What is the story behind the name of the new record?

“The album shares its name with the song ‘ON/OFF which leads off the album and features a switched-up groove. We started writing this album shortly after our second album, Play Nice, came out in 2019, and we were on a roll when 2020 came along. Like everybody else, our plans became very on-and-off in nature; a lot of stop-and-start. Having each other and this music to focus on became an important creative outlet and throughline for us.”

For those not familiar with Malleus Trio, can you tell us a little bit about yourselves?

“We’ve been a band since 2007. Right off the bat, there was something there; a distinct identity present whenever the three of us got together. We’ve all been in a number of different projects over the years, but whenever we had the chance, we’d reconvene and pick up right where we left off. The earlier music was largely improvised, but when we finally got to record our first full-length, we set to shaping more structured compositions out of that, and now the music harnesses that exploratory energy inside of song forms. Our new album On/Off is our third, following Play Nice (2019) and our self-titled debut (2017).”

Your new disc, On/Off, has just been released. Now that it is complete, how do you feel about it, and what has the response been so far?

“It feels like a release in so many senses of the word! Getting to this point this time had more and different ups, downs and detours than expected, but we kept at it. We’re proud of how this album came out; On/Off feels true to us and the sound we’ve established while also fanning out of the possibilities of that sound.”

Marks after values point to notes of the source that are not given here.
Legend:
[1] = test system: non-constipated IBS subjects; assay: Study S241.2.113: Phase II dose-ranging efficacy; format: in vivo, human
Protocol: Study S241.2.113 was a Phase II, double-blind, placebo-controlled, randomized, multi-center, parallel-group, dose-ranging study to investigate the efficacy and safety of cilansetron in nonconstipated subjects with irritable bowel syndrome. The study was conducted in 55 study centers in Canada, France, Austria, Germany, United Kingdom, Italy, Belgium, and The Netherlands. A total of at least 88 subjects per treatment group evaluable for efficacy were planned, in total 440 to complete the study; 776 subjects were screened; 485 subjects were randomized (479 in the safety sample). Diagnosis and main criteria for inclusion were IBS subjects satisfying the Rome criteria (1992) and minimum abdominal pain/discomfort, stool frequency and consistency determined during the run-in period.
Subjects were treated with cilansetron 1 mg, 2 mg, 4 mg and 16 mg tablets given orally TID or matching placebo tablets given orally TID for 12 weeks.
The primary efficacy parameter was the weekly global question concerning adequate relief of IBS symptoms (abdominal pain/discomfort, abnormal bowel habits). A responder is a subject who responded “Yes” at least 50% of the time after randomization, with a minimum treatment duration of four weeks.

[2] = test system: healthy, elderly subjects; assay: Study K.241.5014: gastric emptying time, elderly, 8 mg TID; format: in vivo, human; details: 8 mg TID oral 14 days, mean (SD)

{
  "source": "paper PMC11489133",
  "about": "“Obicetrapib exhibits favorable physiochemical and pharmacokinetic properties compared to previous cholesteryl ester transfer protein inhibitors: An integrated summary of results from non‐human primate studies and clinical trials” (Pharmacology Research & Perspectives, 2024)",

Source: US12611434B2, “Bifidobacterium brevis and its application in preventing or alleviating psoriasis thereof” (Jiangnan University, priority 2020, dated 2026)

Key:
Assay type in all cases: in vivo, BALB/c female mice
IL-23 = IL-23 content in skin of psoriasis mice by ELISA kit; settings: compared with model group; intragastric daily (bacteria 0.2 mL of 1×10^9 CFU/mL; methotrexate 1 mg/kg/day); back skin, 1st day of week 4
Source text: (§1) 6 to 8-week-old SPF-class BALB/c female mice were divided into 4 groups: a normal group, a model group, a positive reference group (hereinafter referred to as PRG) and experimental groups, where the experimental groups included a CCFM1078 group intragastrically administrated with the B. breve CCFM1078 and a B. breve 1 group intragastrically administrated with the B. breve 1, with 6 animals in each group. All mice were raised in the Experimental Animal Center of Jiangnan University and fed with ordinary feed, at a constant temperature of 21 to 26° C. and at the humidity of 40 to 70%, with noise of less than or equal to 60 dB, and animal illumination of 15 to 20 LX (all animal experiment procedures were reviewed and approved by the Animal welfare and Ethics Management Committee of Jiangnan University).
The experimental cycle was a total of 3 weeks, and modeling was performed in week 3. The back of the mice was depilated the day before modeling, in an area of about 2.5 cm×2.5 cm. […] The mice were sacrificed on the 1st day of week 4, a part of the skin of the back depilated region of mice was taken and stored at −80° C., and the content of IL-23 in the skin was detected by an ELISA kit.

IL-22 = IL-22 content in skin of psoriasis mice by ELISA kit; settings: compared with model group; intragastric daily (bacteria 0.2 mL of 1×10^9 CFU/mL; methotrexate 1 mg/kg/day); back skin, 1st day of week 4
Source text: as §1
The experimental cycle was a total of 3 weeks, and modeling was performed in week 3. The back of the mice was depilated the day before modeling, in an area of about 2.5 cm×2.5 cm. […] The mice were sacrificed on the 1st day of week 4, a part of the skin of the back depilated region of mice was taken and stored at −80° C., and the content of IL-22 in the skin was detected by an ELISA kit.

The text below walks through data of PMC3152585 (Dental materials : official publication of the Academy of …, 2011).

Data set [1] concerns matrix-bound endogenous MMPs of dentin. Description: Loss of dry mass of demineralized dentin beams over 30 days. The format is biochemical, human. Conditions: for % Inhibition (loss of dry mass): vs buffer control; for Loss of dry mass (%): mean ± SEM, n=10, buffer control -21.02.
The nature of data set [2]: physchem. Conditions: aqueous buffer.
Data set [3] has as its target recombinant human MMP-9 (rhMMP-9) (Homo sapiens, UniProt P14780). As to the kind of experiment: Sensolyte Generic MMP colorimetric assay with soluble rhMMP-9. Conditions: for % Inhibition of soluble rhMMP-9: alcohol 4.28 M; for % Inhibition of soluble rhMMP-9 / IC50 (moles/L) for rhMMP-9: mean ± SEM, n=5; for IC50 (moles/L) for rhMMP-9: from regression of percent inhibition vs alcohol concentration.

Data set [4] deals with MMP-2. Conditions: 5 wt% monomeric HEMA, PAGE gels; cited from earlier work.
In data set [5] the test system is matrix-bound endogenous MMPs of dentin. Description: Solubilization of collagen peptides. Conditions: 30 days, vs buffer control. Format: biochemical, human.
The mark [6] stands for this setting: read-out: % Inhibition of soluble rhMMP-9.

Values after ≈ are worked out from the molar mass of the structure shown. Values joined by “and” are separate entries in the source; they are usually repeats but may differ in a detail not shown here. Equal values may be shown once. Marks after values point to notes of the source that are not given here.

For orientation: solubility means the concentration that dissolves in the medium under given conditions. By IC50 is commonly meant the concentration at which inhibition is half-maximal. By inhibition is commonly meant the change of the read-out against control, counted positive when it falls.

What was a highlight of the last tour you went on?

“In the spring, we went over to Europe as a band for the first time. We played a number of shows in Amsterdam and Berlin. We played our music and also did some collaborating with terrific artists in both cities. Encountering people that had heard of us that far from home and were into what we do was very encouraging.”

Malleus Trio, photo by Tom Gould
Malleus Trio, photo by Tom Gould

Do you receive a lot of support from your local scene or fans in general?

“Yes. Our shows in Vancouver are usually a mix of familiar faces we’ve seen since the start and newer listeners who’ve heard about us through word of mouth or maybe radio or online. We’re particularly proud that we draw from a wide range of listeners; from hip-hop heads to jazz fans to rock n’ rollers and points in between. We’ve got eclectic tastes, and it’s nice to know that our audience does too.”

When recording On/Off, did anything strange, wonderful, or terrible occur?

“We recorded On/Off at The Warehouse in Vancouver, which is owned by Bryan Adams. He happened to be working in the studio upstairs while we were there. On the last day of our tracking, he threw a birthday party for his mother in the kitchen area. We were down to the wire, listening to some playback in the control room, when there was a knock at the door, and it was Bryan coming to say hello and thank us for being cool about the kitchen usage. He was pleasant, listened to some playback, and invited us to stick around and have some birthday cake with his mom.”